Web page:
On the evening of July 7, 2016, protesters gathered in cities across the nation after police shot two black men, Philando Castile and Alton Sterling. As officers patrolled a march in Dallas, a young man stepped out of an SUV wearing a bulletproof vest and carrying a high-powered rifle. He killed five officers and wounded eleven others.
It fell to a small group of cops to corner the shooter inside a community college, where a fierce gun battle was followed by a stalemate. Crisis negotiator Larry Gordon, a 21-year department veteran, spent hours bonding with the gunman—over childhood ghosts and death and shared experiences of racial injustice in America—while his colleagues devised an unprecedented plan to bring the night to its dramatic end.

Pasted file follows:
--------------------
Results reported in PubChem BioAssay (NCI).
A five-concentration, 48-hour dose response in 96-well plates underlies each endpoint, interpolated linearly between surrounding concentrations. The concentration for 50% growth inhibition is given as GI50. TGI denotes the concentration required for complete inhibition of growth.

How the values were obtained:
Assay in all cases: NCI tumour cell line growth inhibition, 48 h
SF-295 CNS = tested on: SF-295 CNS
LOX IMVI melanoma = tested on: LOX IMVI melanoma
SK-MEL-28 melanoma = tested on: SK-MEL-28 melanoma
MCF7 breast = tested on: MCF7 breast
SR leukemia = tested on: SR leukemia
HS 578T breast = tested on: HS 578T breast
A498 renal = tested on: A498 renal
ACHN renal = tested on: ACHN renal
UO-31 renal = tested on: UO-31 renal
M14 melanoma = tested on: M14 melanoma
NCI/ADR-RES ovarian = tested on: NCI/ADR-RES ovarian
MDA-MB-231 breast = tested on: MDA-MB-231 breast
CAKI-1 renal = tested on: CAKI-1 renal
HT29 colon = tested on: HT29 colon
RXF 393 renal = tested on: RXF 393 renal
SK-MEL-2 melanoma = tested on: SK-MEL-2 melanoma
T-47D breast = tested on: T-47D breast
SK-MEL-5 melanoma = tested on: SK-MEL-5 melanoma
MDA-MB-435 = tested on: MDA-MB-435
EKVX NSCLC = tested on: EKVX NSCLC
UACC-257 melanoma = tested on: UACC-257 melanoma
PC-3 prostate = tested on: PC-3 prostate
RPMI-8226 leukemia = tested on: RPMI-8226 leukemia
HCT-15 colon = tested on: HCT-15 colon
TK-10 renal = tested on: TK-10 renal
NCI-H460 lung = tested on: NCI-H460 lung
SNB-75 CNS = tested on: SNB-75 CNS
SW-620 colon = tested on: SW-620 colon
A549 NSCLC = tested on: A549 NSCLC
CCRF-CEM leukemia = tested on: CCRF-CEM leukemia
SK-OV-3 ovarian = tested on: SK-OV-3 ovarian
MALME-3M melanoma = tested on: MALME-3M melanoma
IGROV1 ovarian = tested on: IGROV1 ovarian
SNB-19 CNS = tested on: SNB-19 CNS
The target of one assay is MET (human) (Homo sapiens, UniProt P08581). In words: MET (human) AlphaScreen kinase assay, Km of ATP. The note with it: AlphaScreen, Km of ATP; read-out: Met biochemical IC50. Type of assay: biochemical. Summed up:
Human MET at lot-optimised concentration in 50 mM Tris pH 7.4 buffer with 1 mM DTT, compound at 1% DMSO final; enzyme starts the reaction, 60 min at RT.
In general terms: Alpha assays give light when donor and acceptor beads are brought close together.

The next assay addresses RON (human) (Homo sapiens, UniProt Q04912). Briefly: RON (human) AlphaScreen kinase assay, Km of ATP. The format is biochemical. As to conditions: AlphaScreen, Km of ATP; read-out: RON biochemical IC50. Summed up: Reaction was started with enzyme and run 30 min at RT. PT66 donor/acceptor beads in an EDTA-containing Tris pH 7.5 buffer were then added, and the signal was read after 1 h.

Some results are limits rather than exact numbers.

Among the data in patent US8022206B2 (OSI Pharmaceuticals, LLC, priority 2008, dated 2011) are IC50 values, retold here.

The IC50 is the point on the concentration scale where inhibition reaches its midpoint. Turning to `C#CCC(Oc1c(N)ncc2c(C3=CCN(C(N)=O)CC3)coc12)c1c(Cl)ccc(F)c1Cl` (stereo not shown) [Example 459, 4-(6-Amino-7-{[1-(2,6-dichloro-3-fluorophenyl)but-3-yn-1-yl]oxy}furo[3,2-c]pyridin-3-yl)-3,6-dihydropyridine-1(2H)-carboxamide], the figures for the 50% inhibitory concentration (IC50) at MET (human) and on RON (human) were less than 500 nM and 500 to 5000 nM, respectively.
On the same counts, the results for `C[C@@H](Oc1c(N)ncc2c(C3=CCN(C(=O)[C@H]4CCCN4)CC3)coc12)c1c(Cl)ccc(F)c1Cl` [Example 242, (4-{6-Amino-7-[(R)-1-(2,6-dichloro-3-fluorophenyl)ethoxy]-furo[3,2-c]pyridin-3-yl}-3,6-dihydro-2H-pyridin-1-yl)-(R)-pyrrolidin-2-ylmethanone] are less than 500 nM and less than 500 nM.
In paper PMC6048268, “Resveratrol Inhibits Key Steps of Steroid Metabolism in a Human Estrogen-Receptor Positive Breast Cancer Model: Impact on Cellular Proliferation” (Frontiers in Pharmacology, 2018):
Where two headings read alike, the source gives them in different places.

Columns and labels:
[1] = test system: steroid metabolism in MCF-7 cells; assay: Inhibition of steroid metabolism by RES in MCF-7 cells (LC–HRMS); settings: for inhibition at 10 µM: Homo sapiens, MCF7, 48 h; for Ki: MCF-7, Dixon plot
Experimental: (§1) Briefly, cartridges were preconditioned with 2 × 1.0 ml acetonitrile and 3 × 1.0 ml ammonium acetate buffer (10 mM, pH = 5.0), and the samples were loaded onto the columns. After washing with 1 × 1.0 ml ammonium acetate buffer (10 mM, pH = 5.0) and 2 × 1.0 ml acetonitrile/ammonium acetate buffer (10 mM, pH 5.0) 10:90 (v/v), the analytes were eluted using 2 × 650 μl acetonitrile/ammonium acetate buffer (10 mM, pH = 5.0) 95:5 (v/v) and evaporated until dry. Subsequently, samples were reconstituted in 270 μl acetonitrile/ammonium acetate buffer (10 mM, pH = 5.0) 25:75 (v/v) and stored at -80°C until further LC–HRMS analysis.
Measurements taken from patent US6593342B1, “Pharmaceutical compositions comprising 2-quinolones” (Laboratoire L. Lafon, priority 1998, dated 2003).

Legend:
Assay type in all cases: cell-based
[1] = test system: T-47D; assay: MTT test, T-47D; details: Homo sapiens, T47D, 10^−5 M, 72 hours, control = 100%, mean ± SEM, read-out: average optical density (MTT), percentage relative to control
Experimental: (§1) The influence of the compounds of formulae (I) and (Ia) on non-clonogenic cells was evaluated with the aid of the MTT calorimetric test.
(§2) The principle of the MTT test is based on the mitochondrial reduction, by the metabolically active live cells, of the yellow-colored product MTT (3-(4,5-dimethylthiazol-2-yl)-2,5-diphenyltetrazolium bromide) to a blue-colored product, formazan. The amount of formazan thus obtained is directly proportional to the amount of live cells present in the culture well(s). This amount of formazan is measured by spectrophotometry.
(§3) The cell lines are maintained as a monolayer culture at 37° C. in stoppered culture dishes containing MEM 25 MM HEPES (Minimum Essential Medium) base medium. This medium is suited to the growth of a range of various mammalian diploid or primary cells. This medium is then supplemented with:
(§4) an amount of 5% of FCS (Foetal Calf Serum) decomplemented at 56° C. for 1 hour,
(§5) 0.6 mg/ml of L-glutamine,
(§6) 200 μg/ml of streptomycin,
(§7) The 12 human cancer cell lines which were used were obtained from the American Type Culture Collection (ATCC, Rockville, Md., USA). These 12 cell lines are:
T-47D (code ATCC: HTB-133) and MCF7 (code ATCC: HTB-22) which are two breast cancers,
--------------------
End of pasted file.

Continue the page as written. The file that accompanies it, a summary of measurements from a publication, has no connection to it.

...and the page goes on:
Thompson’s minute-by-minute account includes intimate portrayals of the negotiator, a surgeon who operated on the fallen officers, a mother of four shot down in the street, and the SWAT officers tasked with stopping the gunman. This is a deeply affecting story of real people navigating a terrifying crisis and a city’s attempts to heal its divisions.